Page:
Satellite Fire Reconnaissance Update
The update information by satellite sensors is provided by imageries of the U.S. Defense Meteorological Satellite Program (DMSP). The provision of satellite data are a response of the U.S. Government to the Government of Ethiopia’s call for international assistance.
Fig.1-3 DMSP scenes of East Africa, 31 March 2000. The red and white dots represent active fires. The center and right fire map show the area in which the problem fires are currently burning and fire-suppression actions take place.
Land signature: brown; water: blue; clouds: grey; stable lights (cities): cyan.
(Fig.1. upper left corner 20°N, 22°E lower right corner 0°N, 50°E;
Fig.2 & 3: upper left corner 9°N, 38°E lower right corner 5°N, 42°E)
News Coverage of Ethiopia Fires
by the UN Office for the Coordination of Humanitarian Affairs (OCHA)
Integrated Regional Information Network (IRIN) for Central and Eastern Africa
Tel: +254 2 622147
Fax: +254 2 622129
Subject: Horn of Africa: IRIN News Briefs 
Date: Thursday, 30 Mar 2000 15:43:42 +0300 (BEAUT)
ETHIOPIA: Over 100,000 hectares hit by fire
Almost a sixth of the 580,000 hectares of virgin forest in Bale and Borena zones in Oromiya Region, southern Ethiopia, have been burnt or are still burning in multiple blazes, according to an emergency update from the Global Fire Monitoring Centre. The fires were quite patchy and not all areas within the forest path were fully burned, but an estimated 100,000 hectares were fire-damaged, it said. Analysis of high-resolution satellite imagery would be needed before precise data was available, it added. The southern parts of the fire-affected areas have received little or none of what rain has fallen in the past week, and major fires are still reported to be burning in Mada Wellabo and Nensabo (Bale zone) and in Shakiso (Borana zone), the report said. Official statistics for Bale zone as of 23 March indicated that 53,000 hectares had been burned, with 43 houses destroyed and over 5,000 beehives lost. The fires are believed to have been started by farmers clearing land or honey collectors smoking bees from trees.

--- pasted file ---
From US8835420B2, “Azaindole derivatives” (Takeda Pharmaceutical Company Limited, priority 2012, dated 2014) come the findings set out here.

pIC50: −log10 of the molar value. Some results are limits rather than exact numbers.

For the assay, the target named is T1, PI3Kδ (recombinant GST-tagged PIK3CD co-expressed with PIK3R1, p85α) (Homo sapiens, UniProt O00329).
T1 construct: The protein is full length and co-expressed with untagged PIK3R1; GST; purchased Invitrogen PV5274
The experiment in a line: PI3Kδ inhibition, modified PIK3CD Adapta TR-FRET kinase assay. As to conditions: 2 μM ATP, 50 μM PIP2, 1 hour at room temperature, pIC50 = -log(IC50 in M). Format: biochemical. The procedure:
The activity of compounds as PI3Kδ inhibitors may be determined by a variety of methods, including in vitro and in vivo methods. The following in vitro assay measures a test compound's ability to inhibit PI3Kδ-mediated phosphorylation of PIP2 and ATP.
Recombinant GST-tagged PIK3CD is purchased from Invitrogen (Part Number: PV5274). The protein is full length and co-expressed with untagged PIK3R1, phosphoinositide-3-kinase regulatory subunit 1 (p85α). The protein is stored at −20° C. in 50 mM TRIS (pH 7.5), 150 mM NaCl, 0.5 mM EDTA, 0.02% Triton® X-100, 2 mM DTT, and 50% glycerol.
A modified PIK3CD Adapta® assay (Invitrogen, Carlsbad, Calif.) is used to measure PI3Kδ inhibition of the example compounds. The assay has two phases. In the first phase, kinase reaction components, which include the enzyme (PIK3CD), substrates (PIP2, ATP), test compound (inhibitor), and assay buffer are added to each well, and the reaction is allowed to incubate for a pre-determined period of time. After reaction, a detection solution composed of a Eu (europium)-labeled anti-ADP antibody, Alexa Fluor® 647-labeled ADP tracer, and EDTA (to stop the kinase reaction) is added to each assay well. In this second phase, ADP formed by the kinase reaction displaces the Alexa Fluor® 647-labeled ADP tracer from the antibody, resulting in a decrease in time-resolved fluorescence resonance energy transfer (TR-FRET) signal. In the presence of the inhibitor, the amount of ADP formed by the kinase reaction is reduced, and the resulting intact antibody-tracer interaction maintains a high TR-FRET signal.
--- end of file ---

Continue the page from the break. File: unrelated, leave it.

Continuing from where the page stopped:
[For daily analysis and monitoring of the Ethiopian fires, see: http://www.uni-freiburg.de/fireglobe]
Ethiopia Current Fire Weather Situation and Forecast
Fire Weather Forecast for the Southern Region:
There is a well defined upper-air low developing over North-West Ethiopia with widespread rain from Tuesday night onwards. The chance for rain is the best in the mountians. If the rain occurs, any falls over 15mm will push down the index by at least another 25-40 points. This becomes a value that has to be calculated at ground level at the time and may have an impact up to 21 days after the last rains.
6 Day 14h00 Forecast Ethiopia Region Goba Area Day Temp (C) Hum (%) W Dir WSpd (km/h) Bar (Hpa) FDI Tendency Tue 4 21 81 E 15 1012 37 Green – Wed 5 21 84 SE 17 1010 37 Green – Thu 6 22 75 SE 15 1010 40 Green – Fri 7 23 68 NE 16 1009 44 Green – Sat 8 24 58 SE 18 1011 51 Yellow – Sun 9 22 55 SE 16 1013 47 Yellow
Source of forecast tables: Net Forecasting (South Africa) on the base of data from the ECMWF (European Center For Medium Range Weather Forecasts) and the U.K.M.O. (United Kingdom Meteorological Office).
Fig.4. and 5. Fire weather forecast maps for Ethiopia, 4 and 5 April 2000. Map legend
(Source: Net Forecasting)
Also available is a three-month rain forecast (starting 26 February 2000). The implications of this forecast are discussed by Net Forecasting.
An Eastern Africa and the Horn Satellite Imagery (NDVI) and rainfall analysis is provided by the USAID Famine Early Warning System.
The Ethiopian National Fire Fighting Committee, supported by the International Fire Emergency Advisory Group, has set up an Incident Command System. The structure of the system is given in the chart (Fig.6).
Fig.6. Structure of the Incident Command System (State: 20 March 2000)
For further information (history of the current fire situation in Ethiopia, starting in February 2000) please refer also to the earlier reports this and last week at the “Current Significant Fire Events” page. Some visual impressions from the ongoing fires in Ethiopia and several photographs taken from the Space Shuttle missions in the 1980s and 1990s with general impression of land cover and fires are also available.